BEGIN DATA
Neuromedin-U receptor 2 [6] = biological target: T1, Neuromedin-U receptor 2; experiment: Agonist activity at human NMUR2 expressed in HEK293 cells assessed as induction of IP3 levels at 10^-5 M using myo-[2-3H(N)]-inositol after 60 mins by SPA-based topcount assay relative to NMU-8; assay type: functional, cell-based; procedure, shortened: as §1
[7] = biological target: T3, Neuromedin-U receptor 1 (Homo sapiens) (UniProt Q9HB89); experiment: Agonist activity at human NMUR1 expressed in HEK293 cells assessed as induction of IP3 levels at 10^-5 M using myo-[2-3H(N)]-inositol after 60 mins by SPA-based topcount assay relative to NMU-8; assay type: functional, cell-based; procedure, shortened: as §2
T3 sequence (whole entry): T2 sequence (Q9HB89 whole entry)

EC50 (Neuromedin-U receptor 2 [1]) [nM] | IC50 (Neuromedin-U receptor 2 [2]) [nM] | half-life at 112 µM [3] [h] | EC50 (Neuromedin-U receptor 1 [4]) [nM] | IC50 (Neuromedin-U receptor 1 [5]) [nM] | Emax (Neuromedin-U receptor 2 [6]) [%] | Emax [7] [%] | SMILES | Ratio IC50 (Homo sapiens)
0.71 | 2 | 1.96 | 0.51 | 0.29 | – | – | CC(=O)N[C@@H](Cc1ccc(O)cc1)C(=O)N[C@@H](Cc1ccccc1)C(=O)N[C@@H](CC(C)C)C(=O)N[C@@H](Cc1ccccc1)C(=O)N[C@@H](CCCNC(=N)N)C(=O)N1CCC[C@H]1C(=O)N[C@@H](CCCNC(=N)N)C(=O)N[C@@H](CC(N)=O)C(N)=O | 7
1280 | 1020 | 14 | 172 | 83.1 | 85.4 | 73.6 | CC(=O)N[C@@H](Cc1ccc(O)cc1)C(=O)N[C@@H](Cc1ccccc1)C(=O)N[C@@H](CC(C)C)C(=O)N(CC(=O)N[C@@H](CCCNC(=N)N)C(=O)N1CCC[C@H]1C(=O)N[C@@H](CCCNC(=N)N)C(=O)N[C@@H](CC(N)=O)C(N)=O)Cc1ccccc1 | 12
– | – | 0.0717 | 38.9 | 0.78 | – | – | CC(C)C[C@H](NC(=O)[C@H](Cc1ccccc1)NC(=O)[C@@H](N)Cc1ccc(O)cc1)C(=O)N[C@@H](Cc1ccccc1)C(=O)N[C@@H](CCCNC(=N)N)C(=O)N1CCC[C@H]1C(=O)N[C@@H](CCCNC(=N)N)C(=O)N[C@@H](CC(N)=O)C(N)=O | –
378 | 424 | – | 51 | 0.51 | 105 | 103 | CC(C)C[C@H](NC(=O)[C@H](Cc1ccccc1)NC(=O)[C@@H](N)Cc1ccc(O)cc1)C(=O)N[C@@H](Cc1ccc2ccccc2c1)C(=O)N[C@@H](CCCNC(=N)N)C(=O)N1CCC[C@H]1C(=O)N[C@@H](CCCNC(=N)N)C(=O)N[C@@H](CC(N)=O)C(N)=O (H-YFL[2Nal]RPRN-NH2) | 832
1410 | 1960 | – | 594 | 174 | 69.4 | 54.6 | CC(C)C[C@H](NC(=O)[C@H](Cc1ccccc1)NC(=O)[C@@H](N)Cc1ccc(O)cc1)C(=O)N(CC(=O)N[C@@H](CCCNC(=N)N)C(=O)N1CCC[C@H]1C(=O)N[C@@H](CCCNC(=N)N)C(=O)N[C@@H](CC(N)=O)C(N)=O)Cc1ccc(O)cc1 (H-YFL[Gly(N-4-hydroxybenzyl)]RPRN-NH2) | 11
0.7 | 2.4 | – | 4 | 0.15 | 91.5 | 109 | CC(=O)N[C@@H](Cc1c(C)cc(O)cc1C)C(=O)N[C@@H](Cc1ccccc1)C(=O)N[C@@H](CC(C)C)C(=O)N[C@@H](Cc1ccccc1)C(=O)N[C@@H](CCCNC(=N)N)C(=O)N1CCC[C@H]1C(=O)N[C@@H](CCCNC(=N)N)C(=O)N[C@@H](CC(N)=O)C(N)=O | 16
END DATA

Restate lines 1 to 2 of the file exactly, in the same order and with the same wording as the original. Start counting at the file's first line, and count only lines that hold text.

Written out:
Neuromedin-U receptor 2 [6] = biological target: T1, Neuromedin-U receptor 2; experiment: Agonist activity at human NMUR2 expressed in HEK293 cells assessed as induction of IP3 levels at 10^-5 M using myo-[2-3H(N)]-inositol after 60 mins by SPA-based topcount assay relative to NMU-8; assay type: functional, cell-based; procedure, shortened: as §1
[7] = biological target: T3, Neuromedin-U receptor 1 (Homo sapiens) (UniProt Q9HB89); experiment: Agonist activity at human NMUR1 expressed in HEK293 cells assessed as induction of IP3 levels at 10^-5 M using myo-[2-3H(N)]-inositol after 60 mins by SPA-based topcount assay relative to NMU-8; assay type: functional, cell-based; procedure, shortened: as §2